Army holds off SMU comeback, wins first bowl in 25 years


Army linebacker Zach Watts (53) celebrates an interception by linebacker Stephen Anderson (50) during the first half of the Armed Forces Bowl against SMU. (AP Photo/Mike Fuentes)

Like his fellow service academy quarterback Tim Jefferson did earlier in the week, Army’s Trent Steelman used his arm, not his feet, to hold off an SMU comeback to win the Armed Forces Bowl 16-14 Thursday afternoon.

Steelman completed only two passes all afternoon, but it was the second that iced the game for the Black Knights as the 22-yard completion gave Army a first down with under two minutes to play. Army killed the clock and won its first bowl game since Army beat Illinois in the 1985 Cherry Bowl.

The win gave Army it’s seventh win of the year and captured Army’s first winning record since 1996. Coach Rich Ellerson, in just his second year, has turned what was a struggling program around using the same option blueprint Air Force and Navy have used to field a successful team.

Army capitalized on SMU’s three first half turnovers to stake a 16-0 lead after halftime. Defensive end Josh McNary picked up a SMU fumble in the first quarter and returned it 55-yards to score Army’s first touchdown. SMU out gained the Black Knights by 184 yards but the defense led by bowl MVP linebacker Stephen Anderson kept SMU out of the endzone in the first half. Besides a few lapses in the second half, Army’s defense bottled up SMU’s high powered offense led by offensive maestro June Jones.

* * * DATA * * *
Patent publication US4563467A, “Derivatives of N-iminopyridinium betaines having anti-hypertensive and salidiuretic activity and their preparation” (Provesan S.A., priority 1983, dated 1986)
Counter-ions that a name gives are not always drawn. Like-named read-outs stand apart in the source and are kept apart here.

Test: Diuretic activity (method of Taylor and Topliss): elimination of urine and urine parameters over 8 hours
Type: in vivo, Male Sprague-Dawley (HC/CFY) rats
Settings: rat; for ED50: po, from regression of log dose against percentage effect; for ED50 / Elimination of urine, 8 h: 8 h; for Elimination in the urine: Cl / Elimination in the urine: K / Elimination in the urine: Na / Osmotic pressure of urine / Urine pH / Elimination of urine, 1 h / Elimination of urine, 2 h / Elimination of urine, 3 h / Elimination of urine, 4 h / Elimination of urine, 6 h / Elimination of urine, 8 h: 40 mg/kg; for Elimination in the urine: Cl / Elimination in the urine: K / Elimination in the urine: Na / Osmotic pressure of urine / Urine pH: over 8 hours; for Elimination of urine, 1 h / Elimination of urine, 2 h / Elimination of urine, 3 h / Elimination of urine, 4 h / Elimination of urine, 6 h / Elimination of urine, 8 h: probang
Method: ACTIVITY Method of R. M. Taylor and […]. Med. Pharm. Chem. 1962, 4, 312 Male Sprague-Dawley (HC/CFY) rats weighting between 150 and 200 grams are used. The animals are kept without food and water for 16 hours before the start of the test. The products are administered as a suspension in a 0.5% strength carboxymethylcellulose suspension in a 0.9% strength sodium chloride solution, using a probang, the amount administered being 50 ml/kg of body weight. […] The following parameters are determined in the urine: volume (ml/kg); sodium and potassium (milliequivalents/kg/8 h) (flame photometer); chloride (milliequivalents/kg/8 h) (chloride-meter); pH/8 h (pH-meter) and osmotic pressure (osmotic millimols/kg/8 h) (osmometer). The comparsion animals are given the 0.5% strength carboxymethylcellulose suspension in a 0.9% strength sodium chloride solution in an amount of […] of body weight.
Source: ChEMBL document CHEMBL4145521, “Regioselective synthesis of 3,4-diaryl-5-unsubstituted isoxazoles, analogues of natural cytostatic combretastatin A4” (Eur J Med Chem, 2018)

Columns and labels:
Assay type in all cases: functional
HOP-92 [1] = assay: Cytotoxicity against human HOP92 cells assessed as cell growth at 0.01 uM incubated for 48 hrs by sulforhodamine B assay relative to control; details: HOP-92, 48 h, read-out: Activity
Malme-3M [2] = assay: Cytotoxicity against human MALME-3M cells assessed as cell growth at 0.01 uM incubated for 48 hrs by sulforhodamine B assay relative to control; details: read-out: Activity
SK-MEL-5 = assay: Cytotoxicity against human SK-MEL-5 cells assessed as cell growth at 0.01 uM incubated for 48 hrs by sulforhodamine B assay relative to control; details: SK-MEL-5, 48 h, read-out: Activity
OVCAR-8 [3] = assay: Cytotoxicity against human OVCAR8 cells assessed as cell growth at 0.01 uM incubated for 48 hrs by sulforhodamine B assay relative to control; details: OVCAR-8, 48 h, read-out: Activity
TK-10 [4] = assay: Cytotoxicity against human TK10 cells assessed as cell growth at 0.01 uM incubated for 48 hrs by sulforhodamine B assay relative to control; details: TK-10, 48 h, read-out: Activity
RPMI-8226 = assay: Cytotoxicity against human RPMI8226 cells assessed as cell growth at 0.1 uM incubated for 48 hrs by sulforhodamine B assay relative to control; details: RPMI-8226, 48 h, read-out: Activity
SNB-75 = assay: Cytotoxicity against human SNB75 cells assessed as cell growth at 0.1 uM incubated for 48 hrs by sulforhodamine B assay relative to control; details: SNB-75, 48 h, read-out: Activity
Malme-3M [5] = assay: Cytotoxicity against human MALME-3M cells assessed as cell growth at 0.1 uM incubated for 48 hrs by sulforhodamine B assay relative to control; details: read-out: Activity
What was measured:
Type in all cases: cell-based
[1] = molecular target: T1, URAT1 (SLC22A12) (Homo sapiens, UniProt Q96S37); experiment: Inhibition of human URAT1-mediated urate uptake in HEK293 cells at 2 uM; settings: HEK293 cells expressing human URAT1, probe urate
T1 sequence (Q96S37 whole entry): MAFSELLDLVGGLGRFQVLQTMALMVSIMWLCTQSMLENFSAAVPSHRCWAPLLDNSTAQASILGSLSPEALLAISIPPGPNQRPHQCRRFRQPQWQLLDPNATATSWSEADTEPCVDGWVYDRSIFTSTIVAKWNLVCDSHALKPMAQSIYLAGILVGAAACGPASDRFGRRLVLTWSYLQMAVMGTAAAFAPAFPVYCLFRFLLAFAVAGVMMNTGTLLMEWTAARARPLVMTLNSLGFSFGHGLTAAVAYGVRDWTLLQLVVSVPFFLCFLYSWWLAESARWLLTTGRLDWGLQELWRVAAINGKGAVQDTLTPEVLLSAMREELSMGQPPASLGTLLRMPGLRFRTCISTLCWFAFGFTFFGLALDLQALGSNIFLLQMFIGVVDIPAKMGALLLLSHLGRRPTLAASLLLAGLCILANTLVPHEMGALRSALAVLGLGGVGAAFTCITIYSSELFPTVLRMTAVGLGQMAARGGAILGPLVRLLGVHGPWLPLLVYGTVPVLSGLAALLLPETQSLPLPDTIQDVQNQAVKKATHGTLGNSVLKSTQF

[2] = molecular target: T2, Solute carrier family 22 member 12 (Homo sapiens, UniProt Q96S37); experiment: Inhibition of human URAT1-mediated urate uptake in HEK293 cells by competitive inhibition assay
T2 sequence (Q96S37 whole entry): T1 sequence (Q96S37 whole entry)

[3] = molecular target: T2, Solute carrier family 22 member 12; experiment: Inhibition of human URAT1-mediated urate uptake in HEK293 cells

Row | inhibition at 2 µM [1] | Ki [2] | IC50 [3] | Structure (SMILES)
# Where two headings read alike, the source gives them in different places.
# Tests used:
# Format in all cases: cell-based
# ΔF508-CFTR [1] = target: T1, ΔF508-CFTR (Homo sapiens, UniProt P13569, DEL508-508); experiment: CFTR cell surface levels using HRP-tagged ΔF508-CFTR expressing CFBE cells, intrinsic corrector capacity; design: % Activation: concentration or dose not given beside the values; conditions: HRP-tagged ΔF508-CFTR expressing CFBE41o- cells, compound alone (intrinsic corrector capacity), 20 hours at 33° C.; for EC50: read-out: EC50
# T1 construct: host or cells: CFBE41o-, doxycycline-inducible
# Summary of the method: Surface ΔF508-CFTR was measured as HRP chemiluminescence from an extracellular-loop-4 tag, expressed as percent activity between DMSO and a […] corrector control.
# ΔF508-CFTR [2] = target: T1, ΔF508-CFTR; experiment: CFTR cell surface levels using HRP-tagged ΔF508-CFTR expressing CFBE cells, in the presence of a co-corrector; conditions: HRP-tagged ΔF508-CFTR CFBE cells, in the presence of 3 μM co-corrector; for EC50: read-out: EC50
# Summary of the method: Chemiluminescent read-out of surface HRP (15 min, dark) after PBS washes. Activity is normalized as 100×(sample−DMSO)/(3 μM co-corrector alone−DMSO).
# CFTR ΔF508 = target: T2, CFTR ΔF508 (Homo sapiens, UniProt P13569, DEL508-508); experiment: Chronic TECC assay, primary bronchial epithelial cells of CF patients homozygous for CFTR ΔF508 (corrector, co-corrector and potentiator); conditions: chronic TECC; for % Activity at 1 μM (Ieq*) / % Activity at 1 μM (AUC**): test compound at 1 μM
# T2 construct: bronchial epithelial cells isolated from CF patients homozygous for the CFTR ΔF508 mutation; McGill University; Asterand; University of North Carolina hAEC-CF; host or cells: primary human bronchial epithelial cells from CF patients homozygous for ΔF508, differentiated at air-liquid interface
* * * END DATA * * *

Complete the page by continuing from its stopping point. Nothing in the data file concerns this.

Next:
Army piled up 199 rushing yards with fullback Jared Hassin leading the charge with 82 yards. Running back Malcolm Brown scored Army’s only offensive touchdown on a 13-yard run.

SMU figured out Army’s option attack in the second half keeping the Black Knights scoreless, but the 16 points proved to be enough as Ellerson and his players hoisted the trophy in the end. In the first year that all three service academies played in bowl games, the three finished with a winning record with only Navy losing to San Diego State. How far all three have come just ten years after momentum seemed to build to move Army and Navy down to Division 1-AA.


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